November 21. Updated results are being reported daily around 4 pm, and you
can follow the results on the Registrar website as they are

Again, the Measure T tally has moved from NO being ahead by about 100 votes Wednesday AM to YES being ahead by one vote, Thursday PM/Friday AM. By Friday evening, 11/9/12, the MeasureT tally was YES 17850 votes with 50.01 percent and NO 17845 votes with 49.99 percent, YES being ahead by 5 votes.


The vote counting continues today, Saturday and tomorrow, Sunday. An update will be posted on the Alameda County Registrar site at 5:00 PM today with a major update posted tomarrow, Sunday after 5:00 PM. I'm told the counting is highly professional with checks and balances.




Happily the Potter Creek sour beer brewery construction is going apace--major interior remodeling being done now. The brewery is on Parker between 8th and 9th.



900 GRAYSON's Chris Saulnier is excited about our new Sketch Ice Cream!

Earlier this week he went to check it out, had a pork empenada and then soft ice cream with caramel sauce, and now recommends it highly! "Really buttery crust" he said of the empenada. Words pretty much failed him when describing the delicious soft ice cream with caramel sauce.





Aw s#$t really, "Author Reveals the Inner Spirit of Berkeley, Calif. at

Author Jack McLaughlin invites readers to experiences the colorful citizens of Berkeley, Calif., their issues and attitudes in his new novel, 'MR. BERZERKELEY II: Big Games, Big Lies, Big Decisions', the second installment in his latest trilogy.

'I wanted to create a series that expresses my love for Berkeley, Berkeley citizens, Berkeley institutions, Berkeley lore, Berkeley mythology and memories of the sixties and provides insights into situations and conflicts faced by a multitude of individuals in a humorous, light-read atmosphere,' McLaughlin explains.
In this lighthearted spoof, McLaughlin brings the 1960s into the 20th century. His story centers around a mythical, naked mayor and a cadre of fictitious boarding-house characters embroiled in political, controversial, sexual, mysterious conflicts."





"New pot push in California a high priority" Kevin Fagan at

"Historic votes in Colorado and Washington to legalize recreational use of marijuana have fired up California advocates to go before the state's voters again

"Colo., Wash. await federal response on marijuana laws" is an AP report at

"Should marijuana be treated like alcohol? Or should it remain in the same legal category as heroin and the most dangerous drugs?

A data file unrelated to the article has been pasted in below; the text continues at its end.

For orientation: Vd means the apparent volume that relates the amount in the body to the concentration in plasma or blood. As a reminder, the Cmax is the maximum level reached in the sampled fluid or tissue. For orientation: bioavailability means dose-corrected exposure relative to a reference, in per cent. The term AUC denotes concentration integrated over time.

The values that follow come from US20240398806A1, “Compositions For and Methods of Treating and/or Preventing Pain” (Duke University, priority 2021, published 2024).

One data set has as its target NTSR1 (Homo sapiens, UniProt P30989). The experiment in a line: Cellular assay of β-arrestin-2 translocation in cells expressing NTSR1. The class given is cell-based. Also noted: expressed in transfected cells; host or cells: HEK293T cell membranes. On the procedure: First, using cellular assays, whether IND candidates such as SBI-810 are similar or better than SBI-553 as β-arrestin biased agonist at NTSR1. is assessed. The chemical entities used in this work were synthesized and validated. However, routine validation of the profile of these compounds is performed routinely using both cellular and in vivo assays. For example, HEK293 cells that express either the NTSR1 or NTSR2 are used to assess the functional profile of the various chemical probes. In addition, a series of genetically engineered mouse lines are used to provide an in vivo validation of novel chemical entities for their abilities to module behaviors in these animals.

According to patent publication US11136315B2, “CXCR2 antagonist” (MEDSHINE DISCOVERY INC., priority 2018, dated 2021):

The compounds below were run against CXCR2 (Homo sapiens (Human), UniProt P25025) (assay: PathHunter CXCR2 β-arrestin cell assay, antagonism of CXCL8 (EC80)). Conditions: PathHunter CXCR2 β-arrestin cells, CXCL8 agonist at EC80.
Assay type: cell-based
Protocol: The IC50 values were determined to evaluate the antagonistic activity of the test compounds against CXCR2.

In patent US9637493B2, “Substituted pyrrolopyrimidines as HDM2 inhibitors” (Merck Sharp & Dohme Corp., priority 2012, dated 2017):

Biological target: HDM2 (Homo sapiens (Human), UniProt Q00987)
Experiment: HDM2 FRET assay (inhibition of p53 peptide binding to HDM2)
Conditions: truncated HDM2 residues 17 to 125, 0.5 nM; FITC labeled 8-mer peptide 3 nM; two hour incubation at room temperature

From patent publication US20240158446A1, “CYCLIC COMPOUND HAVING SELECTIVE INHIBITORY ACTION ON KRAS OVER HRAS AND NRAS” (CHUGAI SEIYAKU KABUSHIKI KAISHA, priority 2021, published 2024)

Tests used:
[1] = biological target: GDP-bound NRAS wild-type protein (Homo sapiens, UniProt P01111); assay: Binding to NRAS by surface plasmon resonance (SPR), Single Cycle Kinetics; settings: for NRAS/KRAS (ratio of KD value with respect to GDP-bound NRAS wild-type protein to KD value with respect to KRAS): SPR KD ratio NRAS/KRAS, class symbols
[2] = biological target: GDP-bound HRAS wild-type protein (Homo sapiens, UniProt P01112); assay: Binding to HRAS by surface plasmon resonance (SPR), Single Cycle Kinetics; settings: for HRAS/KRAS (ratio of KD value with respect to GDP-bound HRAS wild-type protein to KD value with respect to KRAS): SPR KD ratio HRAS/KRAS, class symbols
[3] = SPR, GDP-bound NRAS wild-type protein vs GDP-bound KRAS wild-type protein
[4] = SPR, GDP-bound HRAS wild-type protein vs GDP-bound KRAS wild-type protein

Votes this week by Colorado and Washington to allow adult marijuana possession have prompted what could be a turning point in the nation's conflicted and confusing war on drugs."






















Though officially remembered tomorrow, today is actually Veteran's Day.

As Americans, we should know as much as possible about our Iraq War. Rolling Stone contributor, Evan Wright was embedded with the elite Marine First Reconnaissance Battalion in our war. He writes in Chapter Two of his book, Generation Kill. "War fever, at least among reporters, was running pretty high. . . . A Canadian wire-service reporter, bitterly opposed to the war, knocked down a loudly patriotic American photographer in favor of it. While stunned Arab security guards looked on, the Canadian peacenik clenched the American patriot in to sort of LAPD chokehold and repeatedly slammed his head into the back of a chair. The American was saved from further humiliation only after several tough women from Reuters and AFP waded in and broke apart the one-sided combat."

Wright describes Dartmouth graduate, Lt. Fick, the commander of the platoon in which he's embedded "Despite his cavalier humor Fick finished in the top of his class in Officer Candidates School and near the top of the Marine Corps tough Basic Reconnaissance Course. He's also something of a closet idealist. 'At Dartmouth, there was a sense that an ROTC program, which the school did not have, would militarize the campus' he explains. 'They have it backwards. ROTC programs at Ivy League campuses would liberalize the military. That can only be good for the country.'

One of the first men to greet me is Navy Hospitalman Second Class Robert Timothy 'Doc' Bryan. . . . Doc Bryan . . . is always pissed off at something, if not the presence of the reporter, then the incompetent military leaders or the barbarity of war. He's a self-made man, son of a steamfitter from a small town outside of Philadelphia, the first of his family to attend college. . . . In his younger days, Doc Bryan had a lot of ambient rage he used to burn off in weekend bar fights. 'I'm always angry,' he later tells me.'I was born that way, I'm an asshole.'

Top dogs in the platoon are the team leaders. . . . Sergeants Eric Kocher and Larry Shawn Patrick are the more obvious alphas of the pack. . . . Kocher . . . tells dirty stories that make everyone howl, but he has the kind of eyes that never seem to smile, even when the rest of his face is laughing. . . . Patrick, his fellow Marines call him .'Pappy,' and behind his back they speak of him in the most reverential terms. 'You'd never think to look at him' a Marine tells me 'but Pappy is straight up the coldest killer in the platoon.' Colbert, the platoon's top team leader, is in charge of Team One. The year before, he was awarded a Navy Commendation for helping to take out an enemy missile battery in Afghanistan. . . . There is about him an air of Victorian rectitude. [And] he can tell you the exact details of just about any weapon in the U. S. or Iraqi arsenal. He once nearly purchased a surplus British tank. . . but backed out only when he realized that just parking it might run afoul of zoning laws in his home state, the'Communist Republic of California.'"